Recently, I had the great pleasure of speaking to the incoming first-year class at two of Minnesota’s fine law schools. The energy of the first gathering of the students, prior to the first class, was palpable. The moment brought me back to the day before my first day of law school and my mixed emotions of pride, fear of the unknown, and anxiousness to jump in. (I actually thought I’d get through much of the Con Law casebook before classes began. Somewhere in the middle of that afternoon it occurred to me that I might need to rethink that strategy.)
My hosts had asked that I be positive in my remarks, as the students were all well-aware of the challenges facing new lawyers today. I was half tempted to share with them my perspective on being a 1L—that law school is more of an emotional adjustment than an intellectual one, that it is far easier to understand if you find ways to read about the “forest” of the subject before you examine each “tree” through the case book, and that as hard as it is for those used to being at the top to accept, there’s some validity to the statistic that 90 percent of them will not be in the top 10 percent.
I opted to focus on the crucial role we as lawyers, and the courts, play in the functioning of our democracy, the importance of civility and professionalism, and the need to remember that it is not about us, it is all about our client. But, having counseled nearly a thousand law students on job searches, I couldn’t help but impress upon them the challenges each would face to make their future happen. The career services offices offer valuable information, resources, and advice but ultimately, the job search is the student’s responsibility, requiring resourcefulness, determination, and energy. Contrary to popular belief, career services directors don’t have a ROLODEX® of jobs to hand out. (This ancient “hard” copy contact list, sorted alphabetically by hand, was not vulnerable to a hard drive crash, but if it fell on the floor it ruined your day.)
Enabling New Lawyers’ Success
Clearly, these bright students have to take charge of their professional futures. Any feelings of entitlement that they might have regarding employment need to be set aside. Many will need to think outside the box to make their quest for a job successful. But we too, as persons privileged enough to be in this profession, need to step up to the plate. We have a responsibility, indeed I would argue a strong self-interest, in ensuring that new lawyers joining us have the tools, knowledge, and assistance to be strong advocates for their clients, ethical and professional in their conduct, and helpful in educating the public about the meaning and importance of the rule of law and access to justice.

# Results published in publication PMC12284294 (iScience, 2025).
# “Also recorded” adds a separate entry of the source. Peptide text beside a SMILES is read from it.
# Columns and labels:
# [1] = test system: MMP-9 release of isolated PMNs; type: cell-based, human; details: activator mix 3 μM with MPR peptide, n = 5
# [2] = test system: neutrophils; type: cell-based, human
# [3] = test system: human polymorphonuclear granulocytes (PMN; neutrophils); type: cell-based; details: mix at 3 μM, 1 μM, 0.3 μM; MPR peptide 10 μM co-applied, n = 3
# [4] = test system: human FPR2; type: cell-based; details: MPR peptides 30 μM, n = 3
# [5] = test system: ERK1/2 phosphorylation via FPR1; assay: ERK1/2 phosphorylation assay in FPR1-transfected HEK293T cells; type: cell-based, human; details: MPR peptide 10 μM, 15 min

Bar associations have a compelling reason to help these soon-to-be lawyers: if we don’t add value from Day One, they won’t be there for us on Day Two. Over 20 percent of new lawyers drop their bar association membership a year after graduation, when the free membership expires. Within three years of graduation, 41 percent have left the fold, most forever. This attrition, combined with the impending retirement of Baby Boomers, poses unprecedented membership challenges to bar associations in the years to come. Unlike when I started in practice, law graduates today aren’t looking to bar associations for social networking. Of course, the Bar offers a host of valuable services and practice tools to its members, but folks need to stick around long enough to learn about and benefit from those services.
Committee 36 has been formed to make a difference in the lives of those entering our profession. Borrowing from medicine, the committee intends to implement a person-centered team approach to support new lawyers. The “team” will involve inhouse lawyers, public interest and public sector lawyers, judges, bankers, recruiters, malpractice carriers, mental health and substance abuse counselors, and others. The agenda? To address concerns related to managing debt burdens, job searches, understanding the culture of the practice of law, leadership development, ethics, business development, avoiding common faux pas, networking, work/life balance, personal development, self-sufficiency, IT, and other topics. From the day they graduate, and for 36 months thereafter and beyond, the Bar will be there to provide resources, programs, mentoring, and individualized support based upon the needs of each graduate.
The idea is that if, after their first year of practice, we continue to add value to the graduates, they will renew their membership for Year Two. If after Year Two we are still making a difference, they will rejoin in Year Three. If we walk with the graduates, we then become a partner for their professional lives and they too will give back to others.
Under the inspired leadership of Kendra Brodin, Committee 36 comprises a remarkable corps of creative, innovative, and enthused lawyers. This brain trust is tasked with reviewing other programs around the country, evaluating what works and doesn’t work, and bringing together resources and persons to craft a winning program that will serve as a template for bar associations nationwide. This is not a one-on-one mentoring program but rather a holistic team-based support model.
Looking for an opportunity to participate? Give back? Share your wisdom? Work with other professionals in a team? We need your help to make Committee 36 a success. However you may want to contribute, we can use your help. Drop Kendra a line at firstname.lastname@example.org.